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Technical Paper

Spectrogram Analysis of Accelerometer-Based Spark Knock Detection Waveforms

Spark knock pressure oscillations can be detected by a cylinder pressure transducer or by an accelerometer mounted on the engine block. Accelerometer-based detection is lower cost but is affected by extraneous mechanical vibrations and the frequency response of the engine block and accelerometer. The knock oscillation frequency changes during the expansion stroke because the chamber geometry is changing due to the piston motion and the burned gases are cooling. Spectrogram analysis shows the time-dependent frequency content of the pressure and acceleration signals, revealing characteristic signatures of knock and mechanical vibrations. Illustrative spectrograms are presented which yield physical insight into accelerometer-based knock detection.
Technical Paper

Detection of Spark Knock Oscillations: Dependence on Combustion Temperature

The frequency of the pressure oscillations caused by spark knock depends on the temperature-dependent speed of sound in the combustion gases. Engine dynamometer tests showed a 6.5% (390 Hz) reduction in the knock fundamental frequency as the air/fuel ratio was swept from 13:1 to 20:1. Engine cycle simulation model predictions of maximum burned gas temperatures correlate well with the data. A robust knock detection system must be insensitive to the range of burned gas temperature (frequency of pressure oscillations) that will be encountered with a particular engine control system operating under the expected range of fuels and environmental conditions.
Technical Paper

A Review of the Effect of Engine Operating Conditions on Borderline Knock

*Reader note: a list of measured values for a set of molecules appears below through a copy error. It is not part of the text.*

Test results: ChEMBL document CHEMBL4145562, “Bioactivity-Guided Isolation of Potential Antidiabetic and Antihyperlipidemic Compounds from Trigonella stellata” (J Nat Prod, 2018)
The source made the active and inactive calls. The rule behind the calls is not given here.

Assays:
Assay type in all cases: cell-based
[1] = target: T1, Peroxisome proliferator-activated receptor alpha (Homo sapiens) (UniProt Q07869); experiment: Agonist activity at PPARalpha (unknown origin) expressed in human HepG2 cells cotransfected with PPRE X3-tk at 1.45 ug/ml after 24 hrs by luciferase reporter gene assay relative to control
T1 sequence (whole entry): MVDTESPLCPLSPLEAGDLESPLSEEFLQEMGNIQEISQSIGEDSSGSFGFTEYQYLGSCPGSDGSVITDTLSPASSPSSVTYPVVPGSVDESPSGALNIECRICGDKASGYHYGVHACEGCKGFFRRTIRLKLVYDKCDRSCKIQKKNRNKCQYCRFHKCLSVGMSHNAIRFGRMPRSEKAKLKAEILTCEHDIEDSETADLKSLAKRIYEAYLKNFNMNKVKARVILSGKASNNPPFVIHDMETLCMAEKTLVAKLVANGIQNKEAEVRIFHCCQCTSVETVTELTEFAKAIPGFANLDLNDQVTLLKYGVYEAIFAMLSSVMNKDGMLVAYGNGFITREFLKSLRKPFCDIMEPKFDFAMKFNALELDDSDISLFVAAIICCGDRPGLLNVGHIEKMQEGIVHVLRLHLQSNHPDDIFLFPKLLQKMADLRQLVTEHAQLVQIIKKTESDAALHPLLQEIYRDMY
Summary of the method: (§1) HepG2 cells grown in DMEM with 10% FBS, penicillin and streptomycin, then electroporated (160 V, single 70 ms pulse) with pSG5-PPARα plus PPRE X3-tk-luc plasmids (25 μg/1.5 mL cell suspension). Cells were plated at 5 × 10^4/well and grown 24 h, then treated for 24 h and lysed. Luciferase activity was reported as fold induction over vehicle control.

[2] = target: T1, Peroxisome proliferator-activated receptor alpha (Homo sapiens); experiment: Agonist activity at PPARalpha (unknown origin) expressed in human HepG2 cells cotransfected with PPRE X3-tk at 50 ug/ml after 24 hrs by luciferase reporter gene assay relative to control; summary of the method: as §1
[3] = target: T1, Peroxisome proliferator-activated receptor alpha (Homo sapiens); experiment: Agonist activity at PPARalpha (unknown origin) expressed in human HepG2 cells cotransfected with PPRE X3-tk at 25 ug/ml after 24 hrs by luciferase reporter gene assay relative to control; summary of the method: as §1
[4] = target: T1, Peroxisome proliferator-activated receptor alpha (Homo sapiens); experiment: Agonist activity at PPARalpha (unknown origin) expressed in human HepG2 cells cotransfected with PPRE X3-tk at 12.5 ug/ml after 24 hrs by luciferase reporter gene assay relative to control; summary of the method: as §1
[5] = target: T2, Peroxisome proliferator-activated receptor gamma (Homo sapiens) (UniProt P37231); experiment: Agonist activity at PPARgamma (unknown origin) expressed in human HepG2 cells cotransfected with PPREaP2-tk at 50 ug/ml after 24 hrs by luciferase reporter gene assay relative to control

The effects of engine operating conditions on the octane requirement and the resulting knock-limited output were studied on a single cylinder engine using production cylinder heads. A 4-valve cylinder head with port deactivation was used to study the effect of fuel octane, inlet air temperature, coolant temperature, air/fuel ratio, compression ratio and exhaust back pressure. The effect of the thermal environment was studied in more detail using separate cooling systems for the cylinder head and engine block on a 2-valve cylinder head. The results of this study compared closely with results found in the literature even though the engine and/or operating conditions were quite different in many cases.
Technical Paper

Measurements of the Effect of In-Cylinder Motion on Flame Development and Cycle-to-Cycle Variations Using an Ionization Probe Head Gasket

An ionization probe head gasket (to IPHG) was used to investigate flame development in a 2.0L I4 engine with two in-cylinder fluid motions. A new technique was developed to display accurate flame contours at 2%, 10% and 50% mass fraction burned crank angles using the measurements of flame arrival time from the ion probes in conjunction with cycle simulations. The flame arrival and burn rate information is used to scale the relationship between flame radius and mass fraction burned from the cycle simulation to create accurate contours of the flame for each cycle. The tumbling motion inside the combustion chamber produced by the production intake ports convected the flame towards the exhaust side of the chamber. The geometry of the flame development was relatively unaffected by changes in speed and load.
Technical Paper

The Effects of Injector Targeting and Fuel Volatility on Fuel Dynamics in a PFI Engine During Warm-up: Part II - Modeling Results

The effects of injector targeting and fuel volatility on transient fuel dynamics were studied with a comprehensive quasi-dimensional model and compared with experimental results from Part I of this report (1). The model includes the transient, convective vaporization of four multi-component fuel films coupled with a transient thermal warm-up model for realistic valve, port and cylinder temperatures (2, 3). Two injector targetings were analyzed, first with the fuel impacting the intake valve and in addition, the fuel impacting the port floor directly in front of the intake valve. The model demonstrates the importance of both component temperature and fuel impaction area on fuel vaporization, transient air fuel ratio (AFR) response and the amount of liquid fuel entering the cylinder. Generally, a smaller injector footprint area will lead to more liquid fuel entering the cylinder even if the spray is targeted at the back of the intake valve.